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ADHD in Women

My Life

When I was three months old, I caught measles from my older siblings When I got into kindergarten, my teacher told my parents that she suspected I had a hearing problem.  I was tested and I was found to have a moderate hearing loss caused by nerve deafness.  They didn’t have hearing aides for kids then.  I was placed in the front row in all of my classes and attended lip reading classes with a boy my age.  I’m guessing this teacher came to my school once a week, in elementary school. Throughout school, it was hard to pay attention.  I found myself daydreaming a lot.  It got worse in junior high & high school.  I was often the butt of jokes, not being able to understand what was being said, coming up with the wrong answer, etc.  I didn’t really fit in.  I had trouble doing homework & taking tests.  I could not remember things & didn’t do well in history, math & some other classes.  I was very happy to be out of school, & going to college was out of the question.  My parents were not in favor of going to college, anyway. 

Having a hearing impairment caused me emotional and self-esteem problems, made worse by having no support or understanding.  What I didn’t know or understand, was, not only was I having hearing problems, I had comprehension and concentration problems.  As hard as I tried to study, information wasn’t sticking in my brain.  This was very embarrassing, but I didn’t know what to do.  Mentoring was never suggested.  I just didn’t know “what was wrong with me.”  I knew I couldn’t hear “normally” but I didn’t know what “normal” was, never having experienced it.  And somehow, other problems I was having, like not remembering, being impulsive & depressed, didn’t really go along with having a hearing impairment, but it was all I knew as an excuse.  Subconsciously, I must have known, because I kept asking myself what was wrong with me?  I spent most of my life trying to solve a mystery.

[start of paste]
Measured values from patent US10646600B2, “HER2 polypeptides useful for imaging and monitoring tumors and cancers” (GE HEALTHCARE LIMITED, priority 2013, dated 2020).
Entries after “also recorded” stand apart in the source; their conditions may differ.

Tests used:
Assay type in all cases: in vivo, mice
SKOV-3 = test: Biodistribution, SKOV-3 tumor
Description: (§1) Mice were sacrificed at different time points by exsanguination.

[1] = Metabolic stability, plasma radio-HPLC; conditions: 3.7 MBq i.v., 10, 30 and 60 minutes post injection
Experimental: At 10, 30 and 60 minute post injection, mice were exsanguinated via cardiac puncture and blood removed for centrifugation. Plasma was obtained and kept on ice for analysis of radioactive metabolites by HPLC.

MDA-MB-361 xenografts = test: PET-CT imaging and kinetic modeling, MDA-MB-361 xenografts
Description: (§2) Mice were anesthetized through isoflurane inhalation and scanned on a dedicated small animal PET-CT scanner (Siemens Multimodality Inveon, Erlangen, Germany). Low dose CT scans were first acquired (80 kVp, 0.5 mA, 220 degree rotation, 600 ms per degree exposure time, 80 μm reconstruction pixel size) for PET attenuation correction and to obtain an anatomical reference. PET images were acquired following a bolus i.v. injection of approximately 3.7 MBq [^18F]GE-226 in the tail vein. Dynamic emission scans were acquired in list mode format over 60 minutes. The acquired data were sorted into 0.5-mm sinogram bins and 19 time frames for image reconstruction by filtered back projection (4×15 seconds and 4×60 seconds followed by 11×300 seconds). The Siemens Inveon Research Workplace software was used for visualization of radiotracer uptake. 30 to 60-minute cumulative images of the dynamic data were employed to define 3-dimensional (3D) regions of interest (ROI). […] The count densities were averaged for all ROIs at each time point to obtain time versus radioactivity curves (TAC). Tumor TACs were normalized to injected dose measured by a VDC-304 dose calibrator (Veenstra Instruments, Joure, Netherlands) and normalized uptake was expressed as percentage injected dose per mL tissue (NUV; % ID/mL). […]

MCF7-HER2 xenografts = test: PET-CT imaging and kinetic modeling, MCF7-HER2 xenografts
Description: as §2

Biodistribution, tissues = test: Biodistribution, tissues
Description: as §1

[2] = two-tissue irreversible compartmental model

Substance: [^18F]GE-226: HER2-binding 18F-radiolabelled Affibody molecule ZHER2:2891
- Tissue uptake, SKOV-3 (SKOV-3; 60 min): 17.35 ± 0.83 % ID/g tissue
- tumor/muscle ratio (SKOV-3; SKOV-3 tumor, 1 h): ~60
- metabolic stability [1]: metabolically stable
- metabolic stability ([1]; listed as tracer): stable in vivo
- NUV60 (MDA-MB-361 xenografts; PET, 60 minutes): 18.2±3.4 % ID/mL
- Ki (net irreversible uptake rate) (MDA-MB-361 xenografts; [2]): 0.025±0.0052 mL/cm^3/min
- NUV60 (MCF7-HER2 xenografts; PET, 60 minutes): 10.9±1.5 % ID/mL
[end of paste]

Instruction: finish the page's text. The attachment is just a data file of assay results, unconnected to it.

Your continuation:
Although I tried to get help by seeing therapists, they only diagnosed me with depression and I was given antidepressants which I took for many years.  I was never given any tests which might point to something that was wrong in my brain.  “Happy Classes” didn’t do anything for me.  I always lacked a sense of motivation, except when I was forced to get things done, or when I was extremely interested in something.

Many memories of things in the past would completely escape me, which my husband found very hard to comprehend.  Disorganization was always a problem as well.  Just another thing to try to comprehend.  Things started to come to light when Dr. Gabe Mate was being interviewed on T.V. about his newly published book, “Scattered.”  He describes some of the same problems I had.  I immediately became interested and read many books on the subject.  One in particular I could really identify with, “Women & ADD” by Sari Solden.